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3 ways pregnancy discrimination can manifest in the workplace

On Behalf of | Aug 17, 2023 | Pregnancy Discrimination |

The realities of pregnancy can influence what work someone can do and can also (potentially and unfairly) harm their career. Although pregnancy discrimination, like sex discrimination in general, is against the law, many employers treat women differently in unlawful ways after they become pregnant.

Those who understand what pregnancy discrimination looks like may have an easier time spotting it and fighting back against it. The following are some of the most common ways that pregnancy discrimination manifests in the modern workplace.

Refusing to provide accommodations

Every woman’s pregnancy is unique, and some women can continue working challenging blue-collar jobs up until the last days of their pregnancy. Other women will develop high blood pressure, gestational diabetes and other medical challenges that will affect their ability to do certain work. Doctors may recommend frequent breaks, shorter shifts or limits on lifting, standing and twisting. Employers should work with women who require changed job responsibilities or assistive technology to protect themselves during pregnancy. The refusal to provide such accommodations is a very common type of pregnancy discrimination.

Denying unpaid leave

Some Employers in Michigan offer maternity leave benefits that allow women to take a specific number of days or weeks away from their job after giving birth. However, there’s no longer acquiring such leave. Many women will only be eligible for unpaid leave under the Family and Medical Leave Act (FMLA) if their employment history at the company meets certain requirements. Provided that the FMLA does apply based on company size and employment history, workers shouldn’t have to worry about a company refusing to grant them time off after the birth of their child.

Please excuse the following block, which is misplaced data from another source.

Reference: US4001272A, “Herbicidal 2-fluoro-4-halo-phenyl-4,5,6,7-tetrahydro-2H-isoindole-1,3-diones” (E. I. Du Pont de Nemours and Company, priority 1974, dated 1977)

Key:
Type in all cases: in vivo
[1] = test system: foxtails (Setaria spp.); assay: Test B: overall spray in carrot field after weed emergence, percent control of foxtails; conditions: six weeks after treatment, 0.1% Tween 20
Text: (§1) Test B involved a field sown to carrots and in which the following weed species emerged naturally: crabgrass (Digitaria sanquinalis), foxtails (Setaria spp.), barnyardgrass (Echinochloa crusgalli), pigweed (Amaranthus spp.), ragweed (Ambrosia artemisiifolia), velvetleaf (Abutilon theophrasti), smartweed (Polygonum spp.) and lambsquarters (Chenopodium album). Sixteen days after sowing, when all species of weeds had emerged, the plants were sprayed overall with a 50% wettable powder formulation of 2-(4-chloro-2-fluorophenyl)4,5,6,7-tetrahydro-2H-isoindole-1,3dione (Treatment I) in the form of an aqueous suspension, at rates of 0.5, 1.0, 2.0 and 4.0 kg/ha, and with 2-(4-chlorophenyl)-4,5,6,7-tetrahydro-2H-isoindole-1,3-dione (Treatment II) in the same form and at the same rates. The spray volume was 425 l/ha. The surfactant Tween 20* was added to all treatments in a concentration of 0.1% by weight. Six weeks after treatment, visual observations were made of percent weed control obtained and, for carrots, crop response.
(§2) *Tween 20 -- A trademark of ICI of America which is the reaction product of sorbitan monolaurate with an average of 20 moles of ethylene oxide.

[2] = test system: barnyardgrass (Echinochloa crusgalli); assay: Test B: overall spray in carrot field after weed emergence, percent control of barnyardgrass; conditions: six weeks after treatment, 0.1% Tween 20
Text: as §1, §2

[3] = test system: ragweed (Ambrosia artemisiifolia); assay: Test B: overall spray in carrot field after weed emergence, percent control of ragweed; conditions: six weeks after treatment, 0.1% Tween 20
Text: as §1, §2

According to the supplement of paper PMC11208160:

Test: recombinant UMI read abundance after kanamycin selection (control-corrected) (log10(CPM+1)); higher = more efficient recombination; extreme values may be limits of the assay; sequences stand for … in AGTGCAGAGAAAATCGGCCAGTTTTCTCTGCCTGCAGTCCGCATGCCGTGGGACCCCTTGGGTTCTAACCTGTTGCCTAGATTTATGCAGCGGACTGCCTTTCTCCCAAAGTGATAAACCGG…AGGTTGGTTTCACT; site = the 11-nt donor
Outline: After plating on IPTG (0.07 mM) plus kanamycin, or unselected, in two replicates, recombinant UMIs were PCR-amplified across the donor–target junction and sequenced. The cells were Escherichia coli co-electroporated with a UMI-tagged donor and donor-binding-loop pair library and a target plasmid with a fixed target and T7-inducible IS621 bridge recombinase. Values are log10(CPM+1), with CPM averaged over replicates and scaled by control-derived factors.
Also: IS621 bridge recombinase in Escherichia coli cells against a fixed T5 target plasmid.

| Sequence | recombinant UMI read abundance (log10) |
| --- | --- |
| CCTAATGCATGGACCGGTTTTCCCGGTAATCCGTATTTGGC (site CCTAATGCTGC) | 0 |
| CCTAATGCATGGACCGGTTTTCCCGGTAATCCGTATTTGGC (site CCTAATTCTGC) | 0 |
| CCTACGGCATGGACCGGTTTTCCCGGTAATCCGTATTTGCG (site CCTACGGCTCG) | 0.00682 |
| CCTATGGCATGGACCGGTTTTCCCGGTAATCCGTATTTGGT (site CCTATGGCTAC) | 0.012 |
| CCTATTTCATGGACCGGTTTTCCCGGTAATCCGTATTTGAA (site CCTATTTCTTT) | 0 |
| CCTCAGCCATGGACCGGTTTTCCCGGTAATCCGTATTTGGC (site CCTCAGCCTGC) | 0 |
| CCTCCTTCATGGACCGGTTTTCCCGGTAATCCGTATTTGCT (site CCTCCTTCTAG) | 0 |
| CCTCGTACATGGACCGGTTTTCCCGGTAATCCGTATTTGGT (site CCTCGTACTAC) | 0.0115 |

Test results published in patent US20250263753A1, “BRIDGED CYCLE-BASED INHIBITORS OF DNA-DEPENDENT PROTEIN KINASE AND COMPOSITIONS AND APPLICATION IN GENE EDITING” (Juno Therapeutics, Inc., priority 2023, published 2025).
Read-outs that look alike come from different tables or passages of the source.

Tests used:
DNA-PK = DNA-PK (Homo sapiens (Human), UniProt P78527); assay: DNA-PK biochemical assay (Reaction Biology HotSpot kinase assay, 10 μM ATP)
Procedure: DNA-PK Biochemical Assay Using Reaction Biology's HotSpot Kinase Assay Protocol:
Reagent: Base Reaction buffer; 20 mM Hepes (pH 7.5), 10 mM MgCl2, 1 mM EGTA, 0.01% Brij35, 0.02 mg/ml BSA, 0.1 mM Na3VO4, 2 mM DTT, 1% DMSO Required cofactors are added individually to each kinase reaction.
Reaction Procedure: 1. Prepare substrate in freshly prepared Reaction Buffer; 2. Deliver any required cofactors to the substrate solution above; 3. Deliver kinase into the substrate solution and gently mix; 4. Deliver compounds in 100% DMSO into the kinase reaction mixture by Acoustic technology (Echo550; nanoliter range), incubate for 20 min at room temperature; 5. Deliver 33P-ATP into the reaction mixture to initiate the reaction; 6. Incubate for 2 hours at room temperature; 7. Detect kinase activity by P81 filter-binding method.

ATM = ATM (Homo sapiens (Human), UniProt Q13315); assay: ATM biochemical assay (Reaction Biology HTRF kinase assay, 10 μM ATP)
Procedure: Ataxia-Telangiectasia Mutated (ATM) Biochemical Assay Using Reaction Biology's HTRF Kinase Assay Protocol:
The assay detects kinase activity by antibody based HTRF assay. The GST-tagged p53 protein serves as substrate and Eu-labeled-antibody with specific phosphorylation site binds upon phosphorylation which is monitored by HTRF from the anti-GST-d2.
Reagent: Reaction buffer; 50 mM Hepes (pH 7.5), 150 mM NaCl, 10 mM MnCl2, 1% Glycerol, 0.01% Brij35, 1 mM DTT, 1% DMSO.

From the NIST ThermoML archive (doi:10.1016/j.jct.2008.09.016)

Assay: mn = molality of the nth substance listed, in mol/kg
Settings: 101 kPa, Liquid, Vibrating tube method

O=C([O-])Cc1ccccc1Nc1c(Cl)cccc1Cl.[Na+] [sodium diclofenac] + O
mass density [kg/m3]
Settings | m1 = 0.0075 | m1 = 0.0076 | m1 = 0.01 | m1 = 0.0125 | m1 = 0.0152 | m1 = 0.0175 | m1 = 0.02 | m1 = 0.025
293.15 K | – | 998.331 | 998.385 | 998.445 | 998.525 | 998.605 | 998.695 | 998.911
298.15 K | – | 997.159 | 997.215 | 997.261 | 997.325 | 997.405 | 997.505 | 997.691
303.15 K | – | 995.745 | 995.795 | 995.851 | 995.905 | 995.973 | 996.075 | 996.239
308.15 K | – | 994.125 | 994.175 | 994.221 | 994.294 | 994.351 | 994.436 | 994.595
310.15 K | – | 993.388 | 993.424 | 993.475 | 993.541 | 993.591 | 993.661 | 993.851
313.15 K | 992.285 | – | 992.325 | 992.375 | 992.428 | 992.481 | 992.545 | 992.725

Retaliating when a woman returns

Pregnancy discrimination often culminates in someone’s termination or demotion, and those seemingly retaliatory actions often don’t happen when a woman first reports her pregnancy. Instead, the company will bide its time, potentially hoping that the woman will not try to return to her job after her leave.  Those that do return may find themselves pushed into a different position, paid less or facing inappropriate disciplinary efforts.

Women should not have to worry that pregnancy will have a permanent, negative impact on their careers. Fighting back against workplace pregnancy discrimination can compensate a woman for an employer’s inappropriate actions and possibly push that company into treating pregnant workers better in the future.



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